South Africa at the crossroads

May 03, 1994|By Mankekolo Mahlangu-Ngcobo

LAST WEEK I traveled to the South African Consulate in Washington, D.C., with mixed emotions. I was elated because there I would be allowed to vote for the first time in my life as a South African citizen. But I also had grave concerns about what I would actually be voting for.

I was born a year after apartheid was adopted as the official policy of my country. The generation of blacks to which I belong lived through the implementation of apartheid, and I can say from my personal experience that it was a ruthless, brutal system.

The Bantu Education Act, designed to deny blacks free and compulsory education, entailed a maze of laws that restricted our movement from city to city and our ability to have any voice in the political decision-making process of our country. Though we did not make the laws, we were forced to obey them.

So last week when I and millions of other blacks voted and broke the 46-year disenfranchisement of apartheid, I felt elated. For the first time I was able to exercise my political right to participate in the life of the South Africa.

And yet many things still trouble me. We did not, for example, vote for a majority rule last week, one on which the party that gets the most votes governs the executive branch and where, as in America, the president of the winning part gets to choose his own vice-president and cabinet members.

Instead, we were voting for a five-year interim government of "national unity." Under this structure, the party that wins the most votes will gain the presidency and two deputy president positions. The party that gets the second largest number of votes will choose the vice-president. And any party which wins at least 5 percent of the total is entitled to a cabinet position.

Thus we actually voted for what will be in effect a multi-party executive branch. No one knows whether this complicated and cumbersome structure will be able to govern effectively.

Then there is the legislative branch, a parliament called the Constitutional Assembly, which is supposed to write a new constitution for the country. The assembly requires a two-thirds majority rather than a simple plurality to pass legislation, however; that will give smaller parties and minority factions great power to obstruct reforms they oppose and could easily paralyze the government.

There are also land issues. As blacks, we were stripped of our lands. We have witnessed police baton charges during removals of people who were disenfranchised overnight and became squatters in places they had lived on for generations.

Today, the majority of blacks live on just 13 percent of the land of South Africa, virtually all of it barren, while whites live on the 87 percent of the country's most fertile land and also own virtually all the richest gold and diamond mining areas.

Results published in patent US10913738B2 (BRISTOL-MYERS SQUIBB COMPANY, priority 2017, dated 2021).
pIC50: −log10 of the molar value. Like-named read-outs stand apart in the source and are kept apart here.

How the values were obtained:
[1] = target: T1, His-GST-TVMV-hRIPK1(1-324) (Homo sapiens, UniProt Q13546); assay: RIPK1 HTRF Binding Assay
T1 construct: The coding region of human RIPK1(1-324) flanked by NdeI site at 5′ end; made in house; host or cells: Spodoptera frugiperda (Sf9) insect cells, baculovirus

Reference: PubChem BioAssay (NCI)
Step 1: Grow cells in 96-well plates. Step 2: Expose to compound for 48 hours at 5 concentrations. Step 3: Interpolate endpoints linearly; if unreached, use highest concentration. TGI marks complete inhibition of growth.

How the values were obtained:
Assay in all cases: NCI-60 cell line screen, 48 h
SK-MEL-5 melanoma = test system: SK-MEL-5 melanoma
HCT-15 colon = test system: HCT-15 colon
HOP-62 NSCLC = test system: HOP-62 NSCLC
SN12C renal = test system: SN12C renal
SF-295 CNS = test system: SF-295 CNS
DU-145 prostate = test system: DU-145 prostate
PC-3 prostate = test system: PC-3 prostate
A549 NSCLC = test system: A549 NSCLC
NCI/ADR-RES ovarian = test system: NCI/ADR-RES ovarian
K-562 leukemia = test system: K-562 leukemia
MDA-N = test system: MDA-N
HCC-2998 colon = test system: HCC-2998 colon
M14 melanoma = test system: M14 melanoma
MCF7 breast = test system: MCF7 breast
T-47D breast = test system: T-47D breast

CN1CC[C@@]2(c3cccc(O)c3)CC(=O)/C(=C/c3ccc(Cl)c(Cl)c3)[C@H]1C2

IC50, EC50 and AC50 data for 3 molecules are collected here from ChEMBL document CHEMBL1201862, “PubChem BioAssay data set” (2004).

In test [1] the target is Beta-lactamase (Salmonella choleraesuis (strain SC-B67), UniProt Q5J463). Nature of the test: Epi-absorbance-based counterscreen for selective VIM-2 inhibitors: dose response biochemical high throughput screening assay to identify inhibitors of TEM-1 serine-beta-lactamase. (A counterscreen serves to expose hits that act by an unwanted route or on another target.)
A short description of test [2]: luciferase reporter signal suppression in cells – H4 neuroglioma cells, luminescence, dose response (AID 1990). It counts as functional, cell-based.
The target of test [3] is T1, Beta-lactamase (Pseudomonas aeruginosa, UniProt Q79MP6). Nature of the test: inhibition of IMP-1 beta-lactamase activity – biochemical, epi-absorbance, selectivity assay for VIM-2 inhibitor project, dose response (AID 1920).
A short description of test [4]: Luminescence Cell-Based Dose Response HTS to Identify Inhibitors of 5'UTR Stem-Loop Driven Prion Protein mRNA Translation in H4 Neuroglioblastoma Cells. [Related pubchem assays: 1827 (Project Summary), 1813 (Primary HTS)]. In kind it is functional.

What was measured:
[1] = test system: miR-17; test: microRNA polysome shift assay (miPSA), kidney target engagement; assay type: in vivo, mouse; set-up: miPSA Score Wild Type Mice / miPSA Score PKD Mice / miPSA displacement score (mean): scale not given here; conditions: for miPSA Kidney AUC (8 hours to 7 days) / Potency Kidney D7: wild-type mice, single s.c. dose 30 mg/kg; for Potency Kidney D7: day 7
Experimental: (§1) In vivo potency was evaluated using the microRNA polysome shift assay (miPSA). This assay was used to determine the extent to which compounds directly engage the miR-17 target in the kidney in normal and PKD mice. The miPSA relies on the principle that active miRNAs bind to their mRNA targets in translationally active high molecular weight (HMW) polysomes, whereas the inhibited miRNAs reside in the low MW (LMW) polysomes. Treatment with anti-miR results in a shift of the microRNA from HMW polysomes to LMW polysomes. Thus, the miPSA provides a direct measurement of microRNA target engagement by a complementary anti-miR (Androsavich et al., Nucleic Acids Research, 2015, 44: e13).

During the negotiations leading up to the elections, the whole issue of land redistribution and reparations were deliberately left unresolved. Likewise, the makeup of the army, police and civil service will basically remain the same except for cosmetic changes.

Unfortunately, the issue of violence, which was endemic to South Africa through all the years of apartheid, will continue to be a major problem. Many right-wing whites want to cling to apartheid at any cost. Among blacks, there are those who prefer a federal system rather than the strong central government envisioned by the African National Congress. Still other blacks have already lost faith with the process of compromise that produced last week's election.

Apartheid was and is a form of institutional violence against which the only means of resistance was armed struggle. Thus it produced a culture of political violence that will not be easy to change. It is going to take time to develop a new culture of political tolerance and amity, especially if the government does not move quickly to meet the expectations of black South Africans who form the majority of the population.

Elections may be compared to a wedding. After the elation of wedlock comes the hard task of marriage. We wanted a relatively quick political solution, symbolized by the elections, but we have a long way to go before we are near to resolving the basic issues that have divided South Africans for so long.

Still, I have hope that ultimately we will create a new example for the world. Let history judge whether we have done well. Our election was not perfect, but it was an important step on the long road to freedom and justice that lies ahead.

Mankekolo Mahlangu-Ngcobo writes from Baltimore.

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